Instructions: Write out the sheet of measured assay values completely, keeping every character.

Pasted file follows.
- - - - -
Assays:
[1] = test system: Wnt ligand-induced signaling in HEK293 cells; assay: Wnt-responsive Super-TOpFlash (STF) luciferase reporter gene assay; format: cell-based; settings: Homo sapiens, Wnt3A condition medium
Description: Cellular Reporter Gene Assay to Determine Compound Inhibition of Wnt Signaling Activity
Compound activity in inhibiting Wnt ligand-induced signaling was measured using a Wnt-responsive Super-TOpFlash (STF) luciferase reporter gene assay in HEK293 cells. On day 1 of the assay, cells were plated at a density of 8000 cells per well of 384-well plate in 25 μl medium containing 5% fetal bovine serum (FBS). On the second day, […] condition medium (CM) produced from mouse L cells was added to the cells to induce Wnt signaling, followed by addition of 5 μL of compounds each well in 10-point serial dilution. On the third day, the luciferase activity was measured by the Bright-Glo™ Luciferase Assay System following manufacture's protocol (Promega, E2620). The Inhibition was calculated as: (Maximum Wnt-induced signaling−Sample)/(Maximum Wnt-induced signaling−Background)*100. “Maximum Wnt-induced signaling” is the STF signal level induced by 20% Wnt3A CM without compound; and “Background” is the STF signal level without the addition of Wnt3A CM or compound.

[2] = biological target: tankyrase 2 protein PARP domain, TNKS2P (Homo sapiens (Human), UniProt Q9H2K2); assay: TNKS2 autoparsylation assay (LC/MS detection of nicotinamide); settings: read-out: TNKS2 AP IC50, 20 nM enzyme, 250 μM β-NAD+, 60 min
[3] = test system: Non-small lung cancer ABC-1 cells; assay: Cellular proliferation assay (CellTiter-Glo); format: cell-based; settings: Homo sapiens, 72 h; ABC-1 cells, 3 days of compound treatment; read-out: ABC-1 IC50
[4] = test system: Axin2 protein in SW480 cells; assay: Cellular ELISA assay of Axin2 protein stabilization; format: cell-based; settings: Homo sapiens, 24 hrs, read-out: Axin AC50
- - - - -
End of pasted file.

Assays:
[1] = test system: Wnt ligand-induced signaling in HEK293 cells; assay: Wnt-responsive Super-TOpFlash (STF) luciferase reporter gene assay; format: cell-based; settings: Homo sapiens, Wnt3A condition medium
Description: Cellular Reporter Gene Assay to Determine Compound Inhibition of Wnt Signaling Activity
Compound activity in inhibiting Wnt ligand-induced signaling was measured using a Wnt-responsive Super-TOpFlash (STF) luciferase reporter gene assay in HEK293 cells. On day 1 of the assay, cells were plated at a density of 8000 cells per well of 384-well plate in 25 μl medium containing 5% fetal bovine serum (FBS). On the second day, […] condition medium (CM) produced from mouse L cells was added to the cells to induce Wnt signaling, followed by addition of 5 μL of compounds each well in 10-point serial dilution. On the third day, the luciferase activity was measured by the Bright-Glo™ Luciferase Assay System following manufacture's protocol (Promega, E2620). The Inhibition was calculated as: (Maximum Wnt-induced signaling−Sample)/(Maximum Wnt-induced signaling−Background)*100. “Maximum Wnt-induced signaling” is the STF signal level induced by 20% Wnt3A CM without compound; and “Background” is the STF signal level without the addition of Wnt3A CM or compound.

[2] = biological target: tankyrase 2 protein PARP domain, TNKS2P (Homo sapiens (Human), UniProt Q9H2K2); assay: TNKS2 autoparsylation assay (LC/MS detection of nicotinamide); settings: read-out: TNKS2 AP IC50, 20 nM enzyme, 250 μM β-NAD+, 60 min
[3] = test system: Non-small lung cancer ABC-1 cells; assay: Cellular proliferation assay (CellTiter-Glo); format: cell-based; settings: Homo sapiens, 72 h; ABC-1 cells, 3 days of compound treatment; read-out: ABC-1 IC50
[4] = test system: Axin2 protein in SW480 cells; assay: Cellular ELISA assay of Axin2 protein stabilization; format: cell-based; settings: Homo sapiens, 24 hrs, read-out: Axin AC50